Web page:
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13 years ago, same judge, same petitioner and the #NationalAnthem debate

Chouksey had filed a similar petition in 2003 and the judgment was also delivered by Justice Dipak Misra.
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The Supreme Court on Wednesday passed an interim order mandating that the National Anthem be played before the screening of every film in cinema halls. The order was passed by a bench of Justice Dipak Misra and Justice Amitava Roy in relation to a PIL filed by Shyam Narayan Chouksey.

This is not the first time the debate around the National Anthem has surfaced. Several incidents in the past have stirred controversy where people have been manhandled in theatres for not rising when the national anthem is played.

The interesting thing about this judgment however, is that 13 years ago, Chouksey had filed a similar petition with relation to the film “Kabhi Khushi Kabhi Gham” and the “commercial use of the National Anthem” in the film in the Madhya Pradesh High Court. The HC had ruled in Chouksey’s favour then. And the bench (coincidentally?) was presided by Justice Dipak Misra, reports Bar and Bench.

Chouksey’s 2003 petition was referring to a scene where Kajol gets emotional when her son sings the Indian National Anthem at school in the US. She then completes the anthem when he forgets the final lines. Chouksey was also pained by the fact that people did not stand up when the anthem was played.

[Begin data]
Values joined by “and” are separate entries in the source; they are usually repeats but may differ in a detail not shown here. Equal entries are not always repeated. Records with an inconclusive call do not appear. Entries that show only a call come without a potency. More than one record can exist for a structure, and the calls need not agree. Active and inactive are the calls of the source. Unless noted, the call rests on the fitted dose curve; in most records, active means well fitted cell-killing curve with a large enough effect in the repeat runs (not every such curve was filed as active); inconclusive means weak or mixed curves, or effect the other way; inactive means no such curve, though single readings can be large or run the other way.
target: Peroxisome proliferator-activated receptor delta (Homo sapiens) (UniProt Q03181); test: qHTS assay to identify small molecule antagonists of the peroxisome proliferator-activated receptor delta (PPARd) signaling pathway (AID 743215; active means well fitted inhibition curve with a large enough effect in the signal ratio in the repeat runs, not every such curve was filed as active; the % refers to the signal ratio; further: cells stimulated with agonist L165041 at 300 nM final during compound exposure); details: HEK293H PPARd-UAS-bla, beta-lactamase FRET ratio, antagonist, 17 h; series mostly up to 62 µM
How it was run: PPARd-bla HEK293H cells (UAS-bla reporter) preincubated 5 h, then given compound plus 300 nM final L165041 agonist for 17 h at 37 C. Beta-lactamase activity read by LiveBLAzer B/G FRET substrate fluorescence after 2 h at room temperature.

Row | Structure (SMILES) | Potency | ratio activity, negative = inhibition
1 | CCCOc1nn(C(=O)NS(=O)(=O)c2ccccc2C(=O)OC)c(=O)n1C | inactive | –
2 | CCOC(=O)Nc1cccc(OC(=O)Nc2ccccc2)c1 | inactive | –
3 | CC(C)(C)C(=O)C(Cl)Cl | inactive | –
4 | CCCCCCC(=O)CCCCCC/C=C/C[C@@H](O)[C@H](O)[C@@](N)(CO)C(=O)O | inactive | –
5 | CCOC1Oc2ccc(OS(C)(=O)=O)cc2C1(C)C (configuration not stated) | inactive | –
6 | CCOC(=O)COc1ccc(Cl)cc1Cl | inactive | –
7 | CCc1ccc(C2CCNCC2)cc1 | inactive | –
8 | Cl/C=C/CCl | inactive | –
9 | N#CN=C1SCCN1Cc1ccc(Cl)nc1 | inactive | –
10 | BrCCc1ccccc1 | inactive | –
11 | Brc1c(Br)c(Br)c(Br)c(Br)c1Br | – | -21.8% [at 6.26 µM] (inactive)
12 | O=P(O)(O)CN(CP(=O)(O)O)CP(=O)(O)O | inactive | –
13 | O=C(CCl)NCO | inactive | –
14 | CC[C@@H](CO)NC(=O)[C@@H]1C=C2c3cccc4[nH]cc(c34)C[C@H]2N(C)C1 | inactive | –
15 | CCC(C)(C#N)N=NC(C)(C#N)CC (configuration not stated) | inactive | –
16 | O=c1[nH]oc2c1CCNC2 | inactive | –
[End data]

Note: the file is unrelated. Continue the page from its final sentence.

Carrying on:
The judgment passed in 2003 and now, also carry similar sentiments with regard to the symbolism of the National Anthem. The 2003 judgment said that the anthem stood for India’s “history, unity and pride” and that the fundamental rights of an individual must be read with Article 51A, which lists the fundamental duties as per Directive Principles of State Policy. The recent judgment also refers to Article 51A and a similar argument.

The Supreme Court had later overturned the MP High Court order, as per some instructions issued by the Central government, saying:

“national anthem which is exhibited in the course of exhibition of newsreel or documentary or in a film, the audience is not expected to stand as the same interrupts the exhibition of the film and would create disorder and confusion, rather than add to the dignity of the national anthem.”

While Chouksey filed a review petition against the SC’s judgment then, the case was ultimately disposed because Chouksey was not represented at the hearing. While the SC withdrew its earlier order and dismissed the case, it also said that “the questions of the law would remain open”.

When asked about these similarities in the two cases, Chouksey told Utkarsh Anand for the Indian Express that this was a “mere coincidence” and his current petition is in the context of recent incidents which have insulted the National Anthem.http://www.thenewsminute.com/article/just-coincidence-13-years-ago-same-judge-same-petitioner-and-national-anthem-debate-53675

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